The second loop in this area begins a few metres to the west of the Agha Mosque, where Menekleous Street meets Sokratous Street.

Ariónos Square and the Mosque of Mustafa III
Menekleous Street winds through a succession of small squares lined with restaurants and cafes. On the right hand side (after the third dog-leg of the street) is the three-aisled church of SS. Constantine and Helen—in conspicuous, and yet one of the oldest surviving churches within the city. Once again excavations beneath the floor of the existing 12th century structure are revealing earlier building on the same site. The exterior base of the east wall incorporates several carved ancient fragments in white marble, including a finely wrought capital. The interior is mostly bare, but a small panel of late Byzantine wall-painting survives in the south east corner. A similar situation is encountered at Aghios Artemios (14th/15th century) in Ergiou Street (30m to the south), where vestiges of later painting still decorate the door-frame, and fragments of columns, bases and capitals in different coloured marbles are immured in the earlier walls and foundations around the church. It was not uncommon for a dedication to St Artemios to be used when a church replaced a pre-existing shrine to Artemis.
   At its summit, Menekleous Street opens into Arionos Square in front of the bulky form of the Mosque of Mustafa III (1765). The building is a shadow of its former self: it has lost its minaret, the wide, pillared porch which shaded the main door, and the canopy over its finely carved fountain in front. But some of its decoration still survives: an ornate inscription over the door (bearing the Sultan’s dedication), and the mimbar, the mihrab and the wooden gallery inside the spacious prayer hall. Opposite the mosque are the buildings of the *Yeni Hamam, now carefully restored and functioning as municipal baths (open Mon–Fri 10–5; Sat 8–5). The earliest complex on the site was first built either under Suleiman the Magnificent or his successor Selim II in the years between 1558 and 1568 as a men’s baths; in 1765 it was enlarged by Mustafa III with the addition of the women’s baths. Together they constitute one of the finest examples of an Ottoman hamam outside of the three royal cities of Istanbul, Bursa and Edirne. In Rhodes , the baths perhaps lack the critical mass of bathers they would have in an Islamic city; but the interiors are constructed with fine materials and proportions, and they reward visiting. The main, domed entrance chamber is a beautiful space with a height equivalent to its diameter.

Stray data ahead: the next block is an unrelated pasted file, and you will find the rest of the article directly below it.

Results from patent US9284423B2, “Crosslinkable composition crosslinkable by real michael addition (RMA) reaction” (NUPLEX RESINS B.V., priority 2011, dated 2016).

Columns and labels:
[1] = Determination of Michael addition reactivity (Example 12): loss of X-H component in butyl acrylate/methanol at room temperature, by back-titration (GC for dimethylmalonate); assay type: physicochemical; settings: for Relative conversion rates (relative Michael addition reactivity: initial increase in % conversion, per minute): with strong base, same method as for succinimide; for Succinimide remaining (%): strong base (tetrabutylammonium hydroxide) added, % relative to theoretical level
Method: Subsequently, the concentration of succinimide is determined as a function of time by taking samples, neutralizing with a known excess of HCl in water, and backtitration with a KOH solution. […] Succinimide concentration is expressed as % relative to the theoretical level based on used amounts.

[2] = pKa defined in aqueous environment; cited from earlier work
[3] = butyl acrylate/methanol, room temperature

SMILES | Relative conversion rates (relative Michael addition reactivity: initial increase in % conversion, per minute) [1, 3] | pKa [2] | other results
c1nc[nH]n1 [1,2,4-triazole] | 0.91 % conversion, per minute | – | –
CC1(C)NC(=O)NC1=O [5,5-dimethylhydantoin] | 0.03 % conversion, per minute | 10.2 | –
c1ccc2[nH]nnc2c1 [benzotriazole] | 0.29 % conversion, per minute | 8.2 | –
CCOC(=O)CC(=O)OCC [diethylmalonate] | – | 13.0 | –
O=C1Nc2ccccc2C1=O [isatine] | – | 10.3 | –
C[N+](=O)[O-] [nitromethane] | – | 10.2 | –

Rhodes Island is part of the Dodecanese Island Group, Greece.

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